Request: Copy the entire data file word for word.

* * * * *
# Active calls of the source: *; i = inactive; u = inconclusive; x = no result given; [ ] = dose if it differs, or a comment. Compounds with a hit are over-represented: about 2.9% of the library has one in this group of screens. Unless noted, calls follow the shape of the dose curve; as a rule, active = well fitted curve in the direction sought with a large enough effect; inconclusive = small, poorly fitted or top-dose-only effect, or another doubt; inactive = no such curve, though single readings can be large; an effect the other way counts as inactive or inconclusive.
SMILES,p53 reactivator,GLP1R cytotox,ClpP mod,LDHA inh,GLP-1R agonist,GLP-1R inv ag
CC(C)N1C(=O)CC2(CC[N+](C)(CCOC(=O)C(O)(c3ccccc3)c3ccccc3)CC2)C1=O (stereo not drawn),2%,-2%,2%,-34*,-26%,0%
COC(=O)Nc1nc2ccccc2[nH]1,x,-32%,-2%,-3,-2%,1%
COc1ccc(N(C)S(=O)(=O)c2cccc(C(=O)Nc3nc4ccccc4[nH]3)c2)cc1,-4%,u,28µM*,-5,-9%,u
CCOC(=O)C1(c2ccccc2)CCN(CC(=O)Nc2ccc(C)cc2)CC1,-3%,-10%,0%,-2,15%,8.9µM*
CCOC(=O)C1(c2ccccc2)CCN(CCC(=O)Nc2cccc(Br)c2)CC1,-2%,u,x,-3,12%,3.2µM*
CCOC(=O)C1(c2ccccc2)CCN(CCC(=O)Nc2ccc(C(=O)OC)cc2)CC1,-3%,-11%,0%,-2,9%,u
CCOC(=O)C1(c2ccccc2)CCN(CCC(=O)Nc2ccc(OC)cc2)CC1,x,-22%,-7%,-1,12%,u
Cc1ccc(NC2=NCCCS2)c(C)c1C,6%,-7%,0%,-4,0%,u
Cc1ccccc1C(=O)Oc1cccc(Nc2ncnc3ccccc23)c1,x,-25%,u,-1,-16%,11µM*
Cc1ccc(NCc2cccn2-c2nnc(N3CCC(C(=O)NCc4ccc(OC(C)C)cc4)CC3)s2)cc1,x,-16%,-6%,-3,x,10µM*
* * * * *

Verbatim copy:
# Active calls of the source: *; i = inactive; u = inconclusive; x = no result given; [ ] = dose if it differs, or a comment. Compounds with a hit are over-represented: about 2.9% of the library has one in this group of screens. Unless noted, calls follow the shape of the dose curve; as a rule, active = well fitted curve in the direction sought with a large enough effect; inconclusive = small, poorly fitted or top-dose-only effect, or another doubt; inactive = no such curve, though single readings can be large; an effect the other way counts as inactive or inconclusive.
SMILES,p53 reactivator,GLP1R cytotox,ClpP mod,LDHA inh,GLP-1R agonist,GLP-1R inv ag
CC(C)N1C(=O)CC2(CC[N+](C)(CCOC(=O)C(O)(c3ccccc3)c3ccccc3)CC2)C1=O (stereo not drawn),2%,-2%,2%,-34*,-26%,0%
COC(=O)Nc1nc2ccccc2[nH]1,x,-32%,-2%,-3,-2%,1%
COc1ccc(N(C)S(=O)(=O)c2cccc(C(=O)Nc3nc4ccccc4[nH]3)c2)cc1,-4%,u,28µM*,-5,-9%,u
CCOC(=O)C1(c2ccccc2)CCN(CC(=O)Nc2ccc(C)cc2)CC1,-3%,-10%,0%,-2,15%,8.9µM*
CCOC(=O)C1(c2ccccc2)CCN(CCC(=O)Nc2cccc(Br)c2)CC1,-2%,u,x,-3,12%,3.2µM*
CCOC(=O)C1(c2ccccc2)CCN(CCC(=O)Nc2ccc(C(=O)OC)cc2)CC1,-3%,-11%,0%,-2,9%,u
CCOC(=O)C1(c2ccccc2)CCN(CCC(=O)Nc2ccc(OC)cc2)CC1,x,-22%,-7%,-1,12%,u
Cc1ccc(NC2=NCCCS2)c(C)c1C,6%,-7%,0%,-4,0%,u
Cc1ccccc1C(=O)Oc1cccc(Nc2ncnc3ccccc23)c1,x,-25%,u,-1,-16%,11µM*
Cc1ccc(NCc2cccn2-c2nnc(N3CCC(C(=O)NCc4ccc(OC(C)C)cc4)CC3)s2)cc1,x,-16%,-6%,-3,x,10µM*